|Clay County State Attorney||Louisville||Illinois 62858||12 miles|
|Marion County State Attorney||Salem||Illinois 62881||17 miles|
|Wayne County State Attorney||Fairfield||Illinois 62837||23 miles|
|Jefferson County State Attorney||Mount Vernon||Illinois 62864||26 miles|
|Richland County State Attorney||Olney||Illinois 62450||30 miles|
|State Attorney||Vandalia||Illinois 62471||33 miles|
|Effingham County State Attorney||Effingham||Illinois 62401||34 miles|
|Jasper County State Attorney||Newton||Illinois 62448||35 miles|
|Edwards County State Attorney||Albion||Illinois 62806||36 miles|
|Hamilton County State Attorney||McLeansboro||Illinois 62859||38 miles|
|Clinton County State Attorney||Carlyle||Illinois 62231||39 miles|
|Washington County State Attorney||Nashville||Illinois 62263||45 miles|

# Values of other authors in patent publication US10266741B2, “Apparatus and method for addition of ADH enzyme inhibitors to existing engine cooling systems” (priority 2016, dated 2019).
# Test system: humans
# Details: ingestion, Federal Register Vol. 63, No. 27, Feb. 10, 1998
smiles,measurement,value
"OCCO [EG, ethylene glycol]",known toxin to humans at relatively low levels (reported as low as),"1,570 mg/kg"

|Bond County State's Attorney||Greenville||Illinois 62246||45 miles|
|White County State Attorney||Carmi||Illinois 62821||46 miles|
District attorneys (DAs) are the highest-ranking law enforcement officials in their jurisdictions. Their authority is usually county-wide, although some district attorneys represent large cities. As long as they have probable cause, district attorneys have complete discretion in filing charges against individuals. Informed by police investigations, district attorneys may charge anyone with misdemeanors or felonies.
District attorneys review the available evidence and assess witness credibility to determine whether a suspect may have committed a particular crime. A DA may charge a suspect directly or may refer the evidence to a grand jury to consider an indictment against a suspect.
District attorneys are responsible for prosecuting defendants in court. They present the evidence and arguments to a judge or jury, oppose the arguments of a criminal defense attorney, and work to obtain a conviction against the defendant.